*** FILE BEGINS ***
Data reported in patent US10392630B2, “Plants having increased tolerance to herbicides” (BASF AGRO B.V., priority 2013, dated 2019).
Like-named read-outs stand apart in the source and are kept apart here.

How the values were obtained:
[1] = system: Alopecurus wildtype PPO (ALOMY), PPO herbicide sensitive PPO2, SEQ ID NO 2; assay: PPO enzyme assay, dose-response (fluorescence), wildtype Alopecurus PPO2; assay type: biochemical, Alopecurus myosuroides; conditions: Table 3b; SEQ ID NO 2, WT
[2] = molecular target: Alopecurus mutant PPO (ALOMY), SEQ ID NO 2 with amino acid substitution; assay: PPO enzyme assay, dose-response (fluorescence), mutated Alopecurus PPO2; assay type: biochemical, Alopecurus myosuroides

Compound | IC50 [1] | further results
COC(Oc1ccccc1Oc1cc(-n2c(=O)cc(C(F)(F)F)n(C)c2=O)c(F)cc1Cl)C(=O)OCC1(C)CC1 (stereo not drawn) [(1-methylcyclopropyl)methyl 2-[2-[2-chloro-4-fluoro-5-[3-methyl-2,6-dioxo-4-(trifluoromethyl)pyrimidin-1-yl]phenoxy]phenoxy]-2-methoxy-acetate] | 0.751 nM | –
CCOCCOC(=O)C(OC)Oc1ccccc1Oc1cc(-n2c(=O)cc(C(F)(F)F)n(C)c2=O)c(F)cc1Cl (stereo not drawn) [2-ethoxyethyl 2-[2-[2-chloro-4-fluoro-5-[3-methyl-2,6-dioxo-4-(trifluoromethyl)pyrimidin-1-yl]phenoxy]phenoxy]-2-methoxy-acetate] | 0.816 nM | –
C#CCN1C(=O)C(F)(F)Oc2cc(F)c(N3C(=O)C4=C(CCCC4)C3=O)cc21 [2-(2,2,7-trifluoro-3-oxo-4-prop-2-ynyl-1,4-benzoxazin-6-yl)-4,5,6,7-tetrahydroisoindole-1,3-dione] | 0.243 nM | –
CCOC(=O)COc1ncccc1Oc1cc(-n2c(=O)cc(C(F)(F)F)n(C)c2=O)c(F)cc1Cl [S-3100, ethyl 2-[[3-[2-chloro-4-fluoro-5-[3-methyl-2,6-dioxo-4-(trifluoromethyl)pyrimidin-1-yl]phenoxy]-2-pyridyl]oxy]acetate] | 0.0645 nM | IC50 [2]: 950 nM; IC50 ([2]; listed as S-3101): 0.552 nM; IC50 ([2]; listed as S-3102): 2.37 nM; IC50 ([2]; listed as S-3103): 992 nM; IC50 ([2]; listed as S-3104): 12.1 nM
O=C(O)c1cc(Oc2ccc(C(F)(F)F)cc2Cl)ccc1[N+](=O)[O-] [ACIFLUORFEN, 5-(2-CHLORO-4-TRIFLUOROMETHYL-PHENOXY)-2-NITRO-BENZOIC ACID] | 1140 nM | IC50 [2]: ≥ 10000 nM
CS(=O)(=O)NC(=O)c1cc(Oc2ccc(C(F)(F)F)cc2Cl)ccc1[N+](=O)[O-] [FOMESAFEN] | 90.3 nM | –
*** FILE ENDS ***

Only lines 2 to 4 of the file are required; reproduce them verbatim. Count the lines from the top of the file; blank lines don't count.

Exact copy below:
Like-named read-outs stand apart in the source and are kept apart here.

How the values were obtained:
[1] = system: Alopecurus wildtype PPO (ALOMY), PPO herbicide sensitive PPO2, SEQ ID NO 2; assay: PPO enzyme assay, dose-response (fluorescence), wildtype Alopecurus PPO2; assay type: biochemical, Alopecurus myosuroides; conditions: Table 3b; SEQ ID NO 2, WT